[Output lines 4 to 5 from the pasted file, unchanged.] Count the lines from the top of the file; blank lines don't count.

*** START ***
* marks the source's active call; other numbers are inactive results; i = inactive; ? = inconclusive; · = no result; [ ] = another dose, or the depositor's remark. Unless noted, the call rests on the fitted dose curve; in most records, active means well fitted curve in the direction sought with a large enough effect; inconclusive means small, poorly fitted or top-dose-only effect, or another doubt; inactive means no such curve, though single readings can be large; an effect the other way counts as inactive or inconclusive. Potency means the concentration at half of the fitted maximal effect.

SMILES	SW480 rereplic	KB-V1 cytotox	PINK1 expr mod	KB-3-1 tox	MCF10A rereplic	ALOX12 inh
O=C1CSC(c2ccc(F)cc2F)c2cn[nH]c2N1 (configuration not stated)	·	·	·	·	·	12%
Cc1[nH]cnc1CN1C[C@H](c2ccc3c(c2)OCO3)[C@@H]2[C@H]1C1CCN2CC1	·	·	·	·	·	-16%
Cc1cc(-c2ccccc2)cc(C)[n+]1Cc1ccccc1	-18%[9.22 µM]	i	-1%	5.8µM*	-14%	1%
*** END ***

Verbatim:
Cc1[nH]cnc1CN1C[C@H](c2ccc3c(c2)OCO3)[C@@H]2[C@H]1C1CCN2CC1	·	·	·	·	·	-16%
Cc1cc(-c2ccccc2)cc(C)[n+]1Cc1ccccc1	-18%[9.22 µM]	i	-1%	5.8µM*	-14%	1%